Although Pilsudski’s actions and his opposition to Lithuanian independence are today generally seen as repugnant, they were typical of his time. Although he was eager to reestablish the Commonwealth for historical reasons, he did not believe that Lithuania was sufficiently large enough to preserve its independence as a practical matter. Both Czechoslovakia and Yugoslavia (neither of which had previously existed as a political unit) were created at the same time based on the same assumption. Polish speakers also far outnumbered Lithuanian speakers within the city at the time, although the rulers of the new Lithuanian state regarded the city’s inclusion into Poland as such an affront that they designated Kaunas their "Provisional Capital." To this day, inhabitants of the city are wont to point out that it is the country’s most ethnically Lithuanian city, both as a proportion and an absolute number of its population.

It was Jews, rather than Poles or Lithuanians, who constituted the largest ethnic group in inter-war Vilnius. The first Jews came to Lithuania before the Polish-Lithuanian Union, at the invitation of Grand Dukes Augustus II and Augustus III, who sought their expertise in trade and as craftsmen. The community flourished under the toleration afforded by the Union (although this was often more in law than in fact) and concentrated its activities in Vilnius, which was second only to Warsaw as a center of Jewish learning. The scholar Gaon of Vilna, after whom a street in the Old Town is named, was esteemed as the 18th century’s Jewish scholar. This role continued between the wars as YIVO, a worldwide organization for the preservation of Yiddish language and culture, was located in Vilna (as the city was known in Yiddish), rather than Warsaw or New York.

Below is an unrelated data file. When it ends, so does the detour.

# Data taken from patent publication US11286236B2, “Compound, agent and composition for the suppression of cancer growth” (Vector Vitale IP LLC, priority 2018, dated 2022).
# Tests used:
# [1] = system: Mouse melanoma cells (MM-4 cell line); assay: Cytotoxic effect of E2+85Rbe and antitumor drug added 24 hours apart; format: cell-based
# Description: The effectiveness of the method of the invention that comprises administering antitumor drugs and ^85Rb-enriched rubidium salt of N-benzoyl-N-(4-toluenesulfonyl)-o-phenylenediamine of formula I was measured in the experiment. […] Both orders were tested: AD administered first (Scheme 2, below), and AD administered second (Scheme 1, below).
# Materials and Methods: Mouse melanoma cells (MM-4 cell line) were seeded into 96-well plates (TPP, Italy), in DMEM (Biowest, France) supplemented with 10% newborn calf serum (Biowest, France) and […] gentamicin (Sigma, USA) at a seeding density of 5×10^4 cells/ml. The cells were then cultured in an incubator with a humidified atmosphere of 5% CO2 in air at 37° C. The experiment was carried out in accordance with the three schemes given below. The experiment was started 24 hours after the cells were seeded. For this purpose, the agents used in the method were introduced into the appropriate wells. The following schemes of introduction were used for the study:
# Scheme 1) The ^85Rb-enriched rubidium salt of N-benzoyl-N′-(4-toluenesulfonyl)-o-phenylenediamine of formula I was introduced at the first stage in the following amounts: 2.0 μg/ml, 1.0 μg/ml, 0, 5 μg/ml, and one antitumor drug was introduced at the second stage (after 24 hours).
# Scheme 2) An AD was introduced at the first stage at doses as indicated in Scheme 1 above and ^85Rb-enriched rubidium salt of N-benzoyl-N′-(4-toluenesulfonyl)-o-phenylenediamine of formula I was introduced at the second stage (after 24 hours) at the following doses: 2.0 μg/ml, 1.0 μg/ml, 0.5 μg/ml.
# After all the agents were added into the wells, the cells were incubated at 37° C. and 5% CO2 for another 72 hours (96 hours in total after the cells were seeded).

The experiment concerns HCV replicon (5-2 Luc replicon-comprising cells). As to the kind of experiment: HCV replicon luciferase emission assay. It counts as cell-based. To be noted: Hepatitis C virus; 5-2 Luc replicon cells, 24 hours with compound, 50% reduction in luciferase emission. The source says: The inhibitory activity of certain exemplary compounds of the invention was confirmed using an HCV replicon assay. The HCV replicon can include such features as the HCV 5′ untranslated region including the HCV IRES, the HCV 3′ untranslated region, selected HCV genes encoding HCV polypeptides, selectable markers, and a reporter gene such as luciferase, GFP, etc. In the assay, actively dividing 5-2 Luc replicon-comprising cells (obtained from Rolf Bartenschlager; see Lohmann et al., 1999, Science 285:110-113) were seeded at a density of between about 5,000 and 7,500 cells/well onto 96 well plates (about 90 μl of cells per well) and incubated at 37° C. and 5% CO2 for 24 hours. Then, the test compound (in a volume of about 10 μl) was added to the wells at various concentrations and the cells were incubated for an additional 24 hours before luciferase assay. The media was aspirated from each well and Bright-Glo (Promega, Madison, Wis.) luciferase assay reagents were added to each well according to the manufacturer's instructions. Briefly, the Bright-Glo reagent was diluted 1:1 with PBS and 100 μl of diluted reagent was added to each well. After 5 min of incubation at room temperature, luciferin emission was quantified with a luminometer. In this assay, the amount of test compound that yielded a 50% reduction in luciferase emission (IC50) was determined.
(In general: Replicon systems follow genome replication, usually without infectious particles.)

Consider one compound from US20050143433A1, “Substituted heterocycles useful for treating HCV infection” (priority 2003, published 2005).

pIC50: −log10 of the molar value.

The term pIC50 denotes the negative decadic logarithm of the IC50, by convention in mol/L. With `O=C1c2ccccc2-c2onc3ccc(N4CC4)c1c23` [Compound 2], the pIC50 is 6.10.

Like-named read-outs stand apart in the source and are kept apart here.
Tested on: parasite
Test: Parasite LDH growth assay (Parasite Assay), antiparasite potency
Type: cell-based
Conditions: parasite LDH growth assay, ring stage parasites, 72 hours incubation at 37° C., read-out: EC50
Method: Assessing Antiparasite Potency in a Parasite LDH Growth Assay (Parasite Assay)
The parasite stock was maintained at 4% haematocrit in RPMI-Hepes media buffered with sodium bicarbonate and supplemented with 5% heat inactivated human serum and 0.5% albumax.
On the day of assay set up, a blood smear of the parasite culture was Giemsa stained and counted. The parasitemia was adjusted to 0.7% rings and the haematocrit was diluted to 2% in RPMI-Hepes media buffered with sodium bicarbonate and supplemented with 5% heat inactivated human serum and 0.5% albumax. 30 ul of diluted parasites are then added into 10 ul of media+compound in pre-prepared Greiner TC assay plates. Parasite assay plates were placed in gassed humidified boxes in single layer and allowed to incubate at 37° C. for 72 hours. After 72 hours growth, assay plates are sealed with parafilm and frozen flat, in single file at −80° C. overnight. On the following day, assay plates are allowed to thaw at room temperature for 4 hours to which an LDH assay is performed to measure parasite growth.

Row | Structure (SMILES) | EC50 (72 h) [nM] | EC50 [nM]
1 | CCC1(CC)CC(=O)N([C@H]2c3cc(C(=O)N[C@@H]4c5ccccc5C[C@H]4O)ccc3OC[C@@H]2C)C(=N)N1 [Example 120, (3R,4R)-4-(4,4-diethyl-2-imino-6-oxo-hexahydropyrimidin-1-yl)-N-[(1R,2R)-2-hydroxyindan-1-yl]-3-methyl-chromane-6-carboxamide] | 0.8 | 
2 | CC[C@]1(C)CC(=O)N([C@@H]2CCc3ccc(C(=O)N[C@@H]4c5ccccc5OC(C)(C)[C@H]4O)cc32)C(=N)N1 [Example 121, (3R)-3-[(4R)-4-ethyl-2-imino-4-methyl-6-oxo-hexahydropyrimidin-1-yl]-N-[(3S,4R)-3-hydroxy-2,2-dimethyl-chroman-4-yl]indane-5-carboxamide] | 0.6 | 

Over ninety percent of present-day Lithuania’s Jewish population was murdered by the Nazis and their collaborators. The extent of complicity by Lithuanians in the Holocaust remains heavily debated by the country’s historians to this day. While, as elsewhere in Eastern and Central Europe, many anti-Semitic attitudes persist, it’s to the country’s great credit that in addition to offering an apology for the genocide, it has established and supported a State Jewish Museum. Not only is such recognition of this historic community (which today numbers 6,500, of whom 5,000 live in Vilnius) welcome, but the candor with which the exhibition deals with the attempts of Lithuanians to both collaborate with the Nazis and save the country’s Jews is also particularly striking.

No summary of Vilnius’ multiethnic past and present would be complete without reference to the Russian influence on the city, although it is far less noticeable than in either of the other Baltic capitals. Large-scale Russian immigration began after Lithuania’s incorporation into the Tsarist Empire in 1795, and a century later, Russians constituted approximately a fifth of the city’s population, as they do today. The main testament to the period of Russian rule (1795-1919) are the city’s many Orthodox churches, although the most famous, the Church of the Holy Spirit, predates it. While the city’s outskirts bear the unmistakeable mark of Soviet architecture, and certain churches retain the scars of atheist reappropriation, central Vilnius seems less marked by this period than any other large city in the Baltics.